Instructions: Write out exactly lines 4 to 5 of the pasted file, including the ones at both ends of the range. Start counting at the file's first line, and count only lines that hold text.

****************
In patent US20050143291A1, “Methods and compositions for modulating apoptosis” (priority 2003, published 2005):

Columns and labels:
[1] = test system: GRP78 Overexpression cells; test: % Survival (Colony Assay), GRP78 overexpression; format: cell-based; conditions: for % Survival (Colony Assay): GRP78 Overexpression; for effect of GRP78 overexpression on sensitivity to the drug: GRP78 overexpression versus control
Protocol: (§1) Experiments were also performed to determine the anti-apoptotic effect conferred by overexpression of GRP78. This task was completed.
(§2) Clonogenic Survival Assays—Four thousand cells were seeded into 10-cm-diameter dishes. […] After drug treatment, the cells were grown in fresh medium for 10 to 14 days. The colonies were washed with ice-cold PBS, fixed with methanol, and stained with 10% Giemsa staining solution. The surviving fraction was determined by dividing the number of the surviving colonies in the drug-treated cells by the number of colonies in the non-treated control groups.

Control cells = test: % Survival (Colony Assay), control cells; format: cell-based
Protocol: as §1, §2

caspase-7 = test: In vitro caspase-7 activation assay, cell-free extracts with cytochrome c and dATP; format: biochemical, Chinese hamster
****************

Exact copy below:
Protocol: (§1) Experiments were also performed to determine the anti-apoptotic effect conferred by overexpression of GRP78. This task was completed.
(§2) Clonogenic Survival Assays—Four thousand cells were seeded into 10-cm-diameter dishes. […] After drug treatment, the cells were grown in fresh medium for 10 to 14 days. The colonies were washed with ice-cold PBS, fixed with methanol, and stained with 10% Giemsa staining solution. The surviving fraction was determined by dividing the number of the surviving colonies in the drug-treated cells by the number of colonies in the non-treated control groups.